May 16

Hybrid work is a “not negotiable”

As another Mother’s Day passes with a buzz of flowers and celebrations, I reflect on one of the gains for some women in the past couple of years has been the ability to work from home, for at least some of the working week.  As more people start to return to the office, employers should consider the benefits they have gained in having employees working from home (WFH) before mandating a return to the office.

I am fortunate to be able to work part-time, from home and with flexibility regarding when I work.  This enables me to juggle my kids and caring for aging parents.  This arrangement works well for me and my employer; I have international clients in different time zones so it is not unusual for me to schedule a zoom call for early morning or in the evening.  In return, I can drop my kids at school and attend school assemblies. It’s a win-win. I feel happier, positive and more productive.

This has been the topic of much debate as employers navigate the post pandemic workplace and designing a new work model.  There is a strong case for the benefits of a hybrid model including:

  • Saving time and money – employees save time and money when not commuting and employers save money in real estate.    
  • Social benefits: WFH creates an opportunity for increased workforce participation and a more gender balanced workforce; for parents, carers, people with a disability, and people living in rural areas.  This leads to broader social benefits.
  • Workforce Equity: there is evidence that the pandemic resulted in an equalising effect on access to WFH as it was no longer just for higher level employees.  Employees in less senior roles have proven they can successfully and productivity WFH.
  • Better work and life balance: WFH has provided employees with the ability to better balance other responsibilities such as domestic chores and child responsibilities.  Given that women predominately take greater responsibility for child-raising, caring for elderly parents and domestic chores, the ability to WFH has had a more significant impact for women.

What is clear is that many employees now see remote or hybrid work as essential; it is a “not negotiable”. With low unemployment, and a fight to attract and retain the best talent, a new work model incorporating remote and hybrid work should be part of an Employer’s Value Proposition (EVP) in a competitive market.

Mercers Global Talent Trends 2022 survey results found that:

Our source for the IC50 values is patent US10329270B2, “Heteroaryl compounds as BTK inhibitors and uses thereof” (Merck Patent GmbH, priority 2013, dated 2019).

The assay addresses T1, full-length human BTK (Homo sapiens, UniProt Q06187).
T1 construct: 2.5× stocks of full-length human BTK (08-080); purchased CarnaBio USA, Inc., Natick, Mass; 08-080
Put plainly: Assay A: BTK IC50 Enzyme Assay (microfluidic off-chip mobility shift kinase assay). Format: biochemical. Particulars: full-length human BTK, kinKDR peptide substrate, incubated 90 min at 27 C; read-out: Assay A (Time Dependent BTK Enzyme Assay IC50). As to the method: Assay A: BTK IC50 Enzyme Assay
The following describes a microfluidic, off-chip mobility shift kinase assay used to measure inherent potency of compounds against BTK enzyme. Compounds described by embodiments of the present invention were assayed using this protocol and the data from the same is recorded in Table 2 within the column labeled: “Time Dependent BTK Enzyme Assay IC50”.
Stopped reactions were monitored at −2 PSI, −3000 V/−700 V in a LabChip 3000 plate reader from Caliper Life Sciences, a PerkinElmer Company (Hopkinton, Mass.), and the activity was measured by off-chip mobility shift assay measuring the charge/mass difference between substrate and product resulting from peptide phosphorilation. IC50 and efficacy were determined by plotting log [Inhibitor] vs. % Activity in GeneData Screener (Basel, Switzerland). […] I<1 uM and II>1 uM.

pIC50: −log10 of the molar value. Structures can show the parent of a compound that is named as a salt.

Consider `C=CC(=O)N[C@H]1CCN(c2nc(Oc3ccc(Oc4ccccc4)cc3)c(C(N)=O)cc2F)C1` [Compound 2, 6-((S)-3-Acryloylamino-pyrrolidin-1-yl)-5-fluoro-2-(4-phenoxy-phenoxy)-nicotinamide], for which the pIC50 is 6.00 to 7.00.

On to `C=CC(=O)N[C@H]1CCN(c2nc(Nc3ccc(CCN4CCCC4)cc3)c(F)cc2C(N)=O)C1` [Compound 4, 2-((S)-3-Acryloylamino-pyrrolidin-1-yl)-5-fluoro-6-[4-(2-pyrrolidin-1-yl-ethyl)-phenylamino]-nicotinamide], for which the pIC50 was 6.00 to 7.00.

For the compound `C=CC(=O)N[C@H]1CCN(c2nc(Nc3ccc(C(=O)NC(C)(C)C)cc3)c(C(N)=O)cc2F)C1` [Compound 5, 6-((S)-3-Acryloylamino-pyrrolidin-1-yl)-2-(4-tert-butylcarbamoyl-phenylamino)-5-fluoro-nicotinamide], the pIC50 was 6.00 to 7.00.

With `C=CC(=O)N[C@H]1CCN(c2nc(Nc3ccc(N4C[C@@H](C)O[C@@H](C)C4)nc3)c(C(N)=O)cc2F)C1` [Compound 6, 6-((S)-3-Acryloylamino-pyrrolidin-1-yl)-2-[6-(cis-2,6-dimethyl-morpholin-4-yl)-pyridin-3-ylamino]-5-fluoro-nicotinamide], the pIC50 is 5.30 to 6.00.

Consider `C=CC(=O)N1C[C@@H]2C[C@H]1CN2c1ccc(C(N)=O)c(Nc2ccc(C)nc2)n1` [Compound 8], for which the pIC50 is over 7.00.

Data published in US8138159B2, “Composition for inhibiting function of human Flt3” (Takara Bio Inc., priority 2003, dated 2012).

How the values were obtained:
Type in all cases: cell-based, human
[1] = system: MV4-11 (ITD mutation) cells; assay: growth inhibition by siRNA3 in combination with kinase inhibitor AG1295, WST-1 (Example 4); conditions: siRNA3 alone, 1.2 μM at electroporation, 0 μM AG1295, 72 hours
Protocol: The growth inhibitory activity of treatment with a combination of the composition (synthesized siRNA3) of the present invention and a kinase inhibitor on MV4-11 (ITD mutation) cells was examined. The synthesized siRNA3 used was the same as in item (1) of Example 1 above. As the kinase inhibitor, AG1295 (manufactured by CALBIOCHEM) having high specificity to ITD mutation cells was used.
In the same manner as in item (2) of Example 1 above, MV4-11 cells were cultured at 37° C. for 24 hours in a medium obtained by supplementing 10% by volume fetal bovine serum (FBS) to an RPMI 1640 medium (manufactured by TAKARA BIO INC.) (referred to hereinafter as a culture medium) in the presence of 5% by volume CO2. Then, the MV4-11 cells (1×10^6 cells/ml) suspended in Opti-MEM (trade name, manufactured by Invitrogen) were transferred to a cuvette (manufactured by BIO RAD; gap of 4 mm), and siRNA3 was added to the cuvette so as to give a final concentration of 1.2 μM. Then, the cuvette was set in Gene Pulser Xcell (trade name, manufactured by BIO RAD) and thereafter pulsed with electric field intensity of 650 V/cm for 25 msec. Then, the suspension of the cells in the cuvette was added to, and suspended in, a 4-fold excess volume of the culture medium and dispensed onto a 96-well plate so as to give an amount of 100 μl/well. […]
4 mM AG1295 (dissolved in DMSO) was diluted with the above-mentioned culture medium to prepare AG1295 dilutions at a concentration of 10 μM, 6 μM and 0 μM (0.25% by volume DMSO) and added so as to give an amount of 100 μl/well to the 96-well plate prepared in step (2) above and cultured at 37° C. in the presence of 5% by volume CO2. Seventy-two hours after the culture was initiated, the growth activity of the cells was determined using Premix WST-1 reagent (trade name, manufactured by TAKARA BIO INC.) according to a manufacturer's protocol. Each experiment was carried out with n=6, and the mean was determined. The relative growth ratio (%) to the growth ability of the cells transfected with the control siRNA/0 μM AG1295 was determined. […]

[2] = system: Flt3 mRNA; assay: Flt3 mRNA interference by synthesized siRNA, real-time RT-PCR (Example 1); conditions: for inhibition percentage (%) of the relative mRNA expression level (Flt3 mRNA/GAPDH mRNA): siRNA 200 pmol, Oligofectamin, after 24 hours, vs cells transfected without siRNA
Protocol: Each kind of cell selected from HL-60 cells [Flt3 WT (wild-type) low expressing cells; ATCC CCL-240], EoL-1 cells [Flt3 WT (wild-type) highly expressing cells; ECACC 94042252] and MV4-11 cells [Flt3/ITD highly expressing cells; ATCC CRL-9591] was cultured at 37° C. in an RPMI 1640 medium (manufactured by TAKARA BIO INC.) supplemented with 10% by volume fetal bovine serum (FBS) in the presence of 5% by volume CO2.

• 3 in 5 employees would join a company only if they can work remotely or in a hybrid engagement
  • 74% believe their organisation will be more successful with remote working and/or hybrid
  • By contrast, almost all executives (92%) would like to see their staff in the office and 57% fundamentally believe that work gets done in an office, not remotely
  • The concern of 67% of executives is about the impact of remote working on the organisation culture, with 65% saying they have an apprenticeship culture today where people learn side by side, not remote – requiring a redesign of learning
  • Nearly all HR leaders (91%) think there is more work to be done to build a trusting culture at their company, particularly as many consider shifting to a hybrid working model

Hybrid work is not without its challenges, be aware of and factor in these challenges when designing and managing hybrid work models:

  • the boundary between work and home becoming blurred with employees having trouble in switching off or being distracted at home
  • an increase in employees working longer hours and experiencing fatigue and burnout
  • risks to workplace health and safety, and employee wellbeing (acknowledging that some employees do not have a suitable or safe place to WFH and/or feel isolated and lonely without the social interaction of the workplace)
  • the concept of “out of sight out of mind” resulting in disadvantages to those WFH in relation to opportunities for training, career development and promotion
  • the loss of unscheduled interactions
  • a stigma of WFH and a lack of trust regarding productivity

This leads us to consider 2 questions: How can an employer design a successful remote/hybrid work model?  And how do employers address executive and managers concern about the impact of remote work on culture? 

When designing a hybrid work model, we recommend listening to employee feedback on where, when, and how employees want to work.  The work model design should be based on employee and manager input, with flexibility and agility to respond to changes that occur in the implementation of the model.  Bring your employees on the journey with you, check in regularly on how the model is working and consider what changes are required to get the balance right.

How do you measure employee performance?  Can managers articulate what “good” looks like?  Employees physically in the office does not necessarily make then more productive.  Employees who feel trusted and empowered to have control over their work are generally happier and more productive. 

Train managers to have the skills to manage a hybrid workforce, how do they check in with their team to ensure employees feel included and build relationships virtually. 

Educate managers on being conscious of bias and the potential impact of “out of sight, out mind” and “proximity bias” mentality.  How do they manage a hybrid model without unfairly discriminating in decisions about training, career development and promotion.

Worklogic can help employers design a hybrid workplace to meet it particular needs.  For further information contact us here.

https://www.unsw.adfa.edu.au/sites/default/files/documents/Working_during_the_pandemic_the_future_of_work_is_hybrid_Feb_2022.pdf

https://www.mercer.com.au/content/dam/mercer/attachments/asia-pacific/australia/au-2022-global-talent-trends-report.pdf

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